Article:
“There are many women who say, ‘I’m afraid I couldn’t keep up,’” one female adventure traveler told the Baltimore Sun. “I love watching women get over their self-imposed limitations.”

Older women already predominate on organized sightseeing tours. Now, women of all ages are getting off the bus and striding vigorously into remote, rugged, and remarkable places.

 

Listen to the Audio

 

This report originally appear on VoA News, where the full text, audio and illustrations may be found. 

 

 

 

There Was Gold in Them Thar Hills

 

Thousands sought it in the Klondike; few brought it home

Lots of Americans have heard of the Klondike because of a popular ice-cream bar named after the place.

It's in Canada, so we could call this essay Only in Canada. But the Klondike is right next to Alaska, and its moment in the sun is mostly an American story.

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Alaska's White Pass & Yukon Railroad: A Civil Engineering Wonder

Original Date: 2002-04-27

It will be two months or more before the last of the snow disappears from the peaks rising up behind the small town of Skagway in southeast Alaska. But Skagway's famed White Pass & Yukon Railroad will begin summer operations May 1 anyway. After all, if eight or nine meters of snow could have stopped this gold rush era rail line, it would never have been constructed in the first place.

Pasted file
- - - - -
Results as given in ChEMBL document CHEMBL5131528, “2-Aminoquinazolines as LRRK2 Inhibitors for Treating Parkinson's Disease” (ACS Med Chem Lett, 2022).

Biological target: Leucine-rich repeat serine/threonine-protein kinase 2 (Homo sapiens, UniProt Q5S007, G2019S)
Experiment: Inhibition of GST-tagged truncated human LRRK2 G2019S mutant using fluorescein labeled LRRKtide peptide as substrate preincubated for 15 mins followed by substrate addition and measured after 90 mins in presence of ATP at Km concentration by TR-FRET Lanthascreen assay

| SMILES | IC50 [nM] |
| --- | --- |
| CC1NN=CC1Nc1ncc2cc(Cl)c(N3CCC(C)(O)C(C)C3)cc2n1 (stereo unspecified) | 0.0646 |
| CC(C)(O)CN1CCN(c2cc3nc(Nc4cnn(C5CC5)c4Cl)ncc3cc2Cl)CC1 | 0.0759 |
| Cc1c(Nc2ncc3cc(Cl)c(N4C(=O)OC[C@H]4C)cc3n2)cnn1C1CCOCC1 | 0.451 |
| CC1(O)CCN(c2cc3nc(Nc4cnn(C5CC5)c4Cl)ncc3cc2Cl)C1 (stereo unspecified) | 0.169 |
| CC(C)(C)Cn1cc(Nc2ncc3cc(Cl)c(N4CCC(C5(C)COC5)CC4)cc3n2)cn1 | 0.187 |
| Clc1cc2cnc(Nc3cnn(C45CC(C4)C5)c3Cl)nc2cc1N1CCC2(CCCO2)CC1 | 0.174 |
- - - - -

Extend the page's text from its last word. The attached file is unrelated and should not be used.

In 1994 the White Pass & Yukon line was named one of the world's Historic Civil Engineering Landmarks. It may not sound like an especially prestigious award, but it put this tiny railroad in some pretty illustrious company. The Panama Canal, the Eiffel Tower and the Statue of Liberty are all to be found among the award's 29 recipients.

On this morning, the Skagway docks are full. Four large and two small cruise ships tied up overnight. As the 15,000 tourists onboard awaken and venture down the gangway they find the rail cars of the White Pass & Yukon waiting for them right out on the dock. This historic line has been greeting seagoing vessels and passengers at the waterfront for just over one hundred years, beginning with the Klondike Gold Rush in the 1890s.